I feel the Nobel Prize has for once been given to someone I think is a good writer; what can they be thinking of? Anyway, Connie and I were sitting at breakfast talking about Kawabata, whose name I can never remember, and usually recollect it as being Watanabe, whoever he may be, when the radio suddenly announced that he had been awarded the Nobel Prize; at first I thought it was some aberration of sound in my head. He was the one I was complaining to you that he was so little translated, which will now change as I expect at this very moment the minions of Alfred A. Knopf are arranging for a great pretentious Collected Works or the like, which in this case is fine by me. Connie filched my copies of Snow Country and Thousand Cranes to take to the Vineyard to reread, else I would have sent them to you, but I think they can still be come by -- Berkeley has them out in paperback.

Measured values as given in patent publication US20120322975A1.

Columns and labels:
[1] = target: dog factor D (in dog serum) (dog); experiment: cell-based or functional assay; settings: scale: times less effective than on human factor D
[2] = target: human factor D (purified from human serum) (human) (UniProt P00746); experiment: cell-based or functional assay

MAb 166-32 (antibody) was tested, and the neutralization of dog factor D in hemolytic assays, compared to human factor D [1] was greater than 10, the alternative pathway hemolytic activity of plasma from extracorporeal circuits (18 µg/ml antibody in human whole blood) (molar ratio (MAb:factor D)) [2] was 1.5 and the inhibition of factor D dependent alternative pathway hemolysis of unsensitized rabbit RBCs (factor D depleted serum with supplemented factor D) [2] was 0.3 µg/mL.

Edward Gorey to Peter F. Neumeyer, October 18th, 1968. In Floating Worlds: Letters of Edward Gorey and Peter F. Neumeyer, page 72. Somehow, Watanabe seems to be the default Japanese name when you can't think of the right one. Genshiken chapter 59: